story by Kim Souza
Grocery giant Wal-Mart Stores will soon unveil its “Pickup Grocery” format with the first concept store near its home base in Bentonville.
The retailer has named the test format Walmart Pickup Grocery as signs went up at the small warehouse on Monday (Aug. 25) amid a flurry of activity as the 15,000 square-foot grocery center is being stocked with 10,000 fresh and dry grocery products – everything from cereal, chips and bread to fresh produce, meat and milk.
Wal-Mart told The City Wire that several tests will be conducted before the online grocery service opens to the public early this fall. Walmart declined to provide a specific date or share who will be allowed to test the service.
In the past, the retailer has allowed its employees to test certain programs such as Scan & Go before tests or use by the general public. With some 10,000 employees in the region, Wal-Mart has a diverse testing pool in its own ranks, many of which commute to Bentonville daily and pass by the new grocery format.
“I can tell you that several aspects related to the new Walmart Pickup Grocery are being tested thoroughly,” said John Forrest Ales, Wal-Mart corporate spokesman.
The no-frills warehouse is equipped with freezer and cooler space built with maximum flexibility in terms of shelf configuration and there is no need for aesthetic displays given consumers will never see the inside of the venue.
It will be run by the logistics division with pickers like those who work in the distribution centers. There is only one delivery dock at the small facility which will be fulfilled by the local distribution centers daily as demand dictates.
Consumers place their grocery order online and request a pickup time at their convenience. The retailer asks for a two-hour window to fill the order. The consumer will drive through one of a dozen lanes up to the kiosks where they await delivery to their car.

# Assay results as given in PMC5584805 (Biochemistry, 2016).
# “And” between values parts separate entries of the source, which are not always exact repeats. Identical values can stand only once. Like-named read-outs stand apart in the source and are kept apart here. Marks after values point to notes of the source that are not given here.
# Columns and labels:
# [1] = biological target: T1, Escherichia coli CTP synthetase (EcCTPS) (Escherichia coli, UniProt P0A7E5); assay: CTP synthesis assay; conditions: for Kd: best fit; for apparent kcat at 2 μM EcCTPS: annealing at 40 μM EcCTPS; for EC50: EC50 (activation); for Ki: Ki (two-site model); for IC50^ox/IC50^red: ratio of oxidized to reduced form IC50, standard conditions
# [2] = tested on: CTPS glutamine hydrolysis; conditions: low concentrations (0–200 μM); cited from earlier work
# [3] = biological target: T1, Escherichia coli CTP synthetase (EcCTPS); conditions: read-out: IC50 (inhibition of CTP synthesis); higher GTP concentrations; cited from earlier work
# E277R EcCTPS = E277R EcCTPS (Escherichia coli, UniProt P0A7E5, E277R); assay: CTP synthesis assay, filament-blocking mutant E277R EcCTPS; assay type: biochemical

“We know at Wal-Mart our customers’ needs are changing. They want and need more shopping options and we have the means to give them low prices, wide assortments along with value and convenience in a seamless shopping experience,” said Deisha Barnett, Wal-Mart spokeswoman.
She said this new convenient grocery format in no way is meant to replace traditional stock-up trips at its supercenters and Neighborhood Market stores.
Judith McKenna, chief development officer at Walmart U.S., has years of expertise as the retailer’s British grocery chain ASDA. In June, she said the ASDA model offers lessons as U.K. shoppers are more accustomed to online grocery.
“ASDA customers have moved quickly to online and pickup grocery models. A program called Click & Collect was not available two years ago. It’s in 300 stores now and will be in 600 stores by next year,” McKenna said.
She this new format in Bentonville is a trial and the retailer doesn’t know what the outcome will be, but there is plenty of evidence in other places that it has possibilities.
“Wal-Mart is testing this format because it is a vehicle (literally) for next-stage scale-building and a complement to its small format strategy,” said Carol Spieckerman, CEO of newmarketbuilders.
“Wal-Mart has everything to gain as it offers yet another option for convenience-starved customers and without the overhead of its other physical formats. Shopping eats up time and can be a major inconvenience for parents with small children and the elderly and infirm. This is also a great way for Wal-Mart to make the most of its digital platform, to acclimate more customers to using it and to gather more information on its customers’ searching and shopping habits as they place orders online,” Spieckerman explained.
She also said the new store could recruit customers who do not shop at Walmart.
“It’s a pioneering move in the U.S. and that alone has the potential to bring new customers into Wal-Mart’s physical and digital ecosystem,” Spieckerman said.
Wal-Mart does not allow price comparison with its online business and its physical stores, citing different cost structures in the formats. The retailer has not yet revealed if the prices at the new Pickup Grocery venue will be on par with the neighboring supercenters and Neighborhood Markets.
“Wal-Mart has made a point of ensuring price consistency across its physical formats and not to gouge its customers based on convenience. Wal-Mart has not maintained consistency between its online and in-store prices and openly claims not to, however that shouldn’t present a problem for Walmart Pickup Grocery since online prices will be the only reference for these customers,” Spieckerman said.
She also said the stores could serve as a buffer against Amazon and other pure online retailers.
“It remains to be seen whether Wal-Mart will attempt to integrate online-unique items into its pickup location. Making items from third-party sellers and its own endless aisle assortments available for pickup would head Amazon off at the pass as it continues to cozy up to small businesses,” she said.